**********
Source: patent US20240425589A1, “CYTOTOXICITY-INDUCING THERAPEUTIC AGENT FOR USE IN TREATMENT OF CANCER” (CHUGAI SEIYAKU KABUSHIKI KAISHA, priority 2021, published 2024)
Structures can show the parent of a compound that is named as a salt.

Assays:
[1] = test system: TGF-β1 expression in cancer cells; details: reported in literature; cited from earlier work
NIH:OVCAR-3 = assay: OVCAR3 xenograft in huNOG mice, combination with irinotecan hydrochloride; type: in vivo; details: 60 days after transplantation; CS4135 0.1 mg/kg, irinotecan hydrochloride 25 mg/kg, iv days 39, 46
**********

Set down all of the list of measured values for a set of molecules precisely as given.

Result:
Source: patent US20240425589A1, “CYTOTOXICITY-INDUCING THERAPEUTIC AGENT FOR USE IN TREATMENT OF CANCER” (CHUGAI SEIYAKU KABUSHIKI KAISHA, priority 2021, published 2024)
Structures can show the parent of a compound that is named as a salt.

Assays:
[1] = test system: TGF-β1 expression in cancer cells; details: reported in literature; cited from earlier work
NIH:OVCAR-3 = assay: OVCAR3 xenograft in huNOG mice, combination with irinotecan hydrochloride; type: in vivo; details: 60 days after transplantation; CS4135 0.1 mg/kg, irinotecan hydrochloride 25 mg/kg, iv days 39, 46